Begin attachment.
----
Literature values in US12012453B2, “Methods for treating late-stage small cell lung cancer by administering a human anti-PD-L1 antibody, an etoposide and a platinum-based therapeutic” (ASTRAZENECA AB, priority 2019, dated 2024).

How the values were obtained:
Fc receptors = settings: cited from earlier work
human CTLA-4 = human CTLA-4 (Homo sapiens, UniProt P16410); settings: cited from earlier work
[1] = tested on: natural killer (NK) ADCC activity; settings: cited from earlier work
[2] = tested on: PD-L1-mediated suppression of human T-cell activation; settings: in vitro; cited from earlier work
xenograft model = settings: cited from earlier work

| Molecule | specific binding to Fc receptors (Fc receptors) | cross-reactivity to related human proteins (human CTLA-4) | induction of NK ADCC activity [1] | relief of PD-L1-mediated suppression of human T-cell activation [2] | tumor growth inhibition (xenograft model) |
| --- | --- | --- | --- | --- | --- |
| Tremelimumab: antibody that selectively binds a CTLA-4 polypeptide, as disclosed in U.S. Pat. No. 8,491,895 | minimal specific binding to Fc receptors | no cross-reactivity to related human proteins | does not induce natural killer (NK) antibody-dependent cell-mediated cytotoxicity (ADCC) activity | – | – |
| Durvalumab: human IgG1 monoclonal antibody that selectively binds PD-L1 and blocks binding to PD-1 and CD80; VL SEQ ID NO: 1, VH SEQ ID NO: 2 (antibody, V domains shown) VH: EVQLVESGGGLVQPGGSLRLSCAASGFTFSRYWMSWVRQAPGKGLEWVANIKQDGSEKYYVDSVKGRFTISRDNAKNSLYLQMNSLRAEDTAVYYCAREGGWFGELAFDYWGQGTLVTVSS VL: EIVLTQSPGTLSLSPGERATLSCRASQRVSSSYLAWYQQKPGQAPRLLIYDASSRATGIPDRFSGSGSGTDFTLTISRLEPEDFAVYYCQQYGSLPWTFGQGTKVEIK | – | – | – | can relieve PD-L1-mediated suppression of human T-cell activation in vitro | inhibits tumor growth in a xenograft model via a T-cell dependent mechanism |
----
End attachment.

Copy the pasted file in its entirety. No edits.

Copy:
Literature values in US12012453B2, “Methods for treating late-stage small cell lung cancer by administering a human anti-PD-L1 antibody, an etoposide and a platinum-based therapeutic” (ASTRAZENECA AB, priority 2019, dated 2024).

How the values were obtained:
Fc receptors = settings: cited from earlier work
human CTLA-4 = human CTLA-4 (Homo sapiens, UniProt P16410); settings: cited from earlier work
[1] = tested on: natural killer (NK) ADCC activity; settings: cited from earlier work
[2] = tested on: PD-L1-mediated suppression of human T-cell activation; settings: in vitro; cited from earlier work
xenograft model = settings: cited from earlier work

| Molecule | specific binding to Fc receptors (Fc receptors) | cross-reactivity to related human proteins (human CTLA-4) | induction of NK ADCC activity [1] | relief of PD-L1-mediated suppression of human T-cell activation [2] | tumor growth inhibition (xenograft model) |
| --- | --- | --- | --- | --- | --- |
| Tremelimumab: antibody that selectively binds a CTLA-4 polypeptide, as disclosed in U.S. Pat. No. 8,491,895 | minimal specific binding to Fc receptors | no cross-reactivity to related human proteins | does not induce natural killer (NK) antibody-dependent cell-mediated cytotoxicity (ADCC) activity | – | – |
| Durvalumab: human IgG1 monoclonal antibody that selectively binds PD-L1 and blocks binding to PD-1 and CD80; VL SEQ ID NO: 1, VH SEQ ID NO: 2 (antibody, V domains shown) VH: EVQLVESGGGLVQPGGSLRLSCAASGFTFSRYWMSWVRQAPGKGLEWVANIKQDGSEKYYVDSVKGRFTISRDNAKNSLYLQMNSLRAEDTAVYYCAREGGWFGELAFDYWGQGTLVTVSS VL: EIVLTQSPGTLSLSPGERATLSCRASQRVSSSYLAWYQQKPGQAPRLLIYDASSRATGIPDRFSGSGSGTDFTLTISRLEPEDFAVYYCQQYGSLPWTFGQGTKVEIK | – | – | – | can relieve PD-L1-mediated suppression of human T-cell activation in vitro | inhibits tumor growth in a xenograft model via a T-cell dependent mechanism |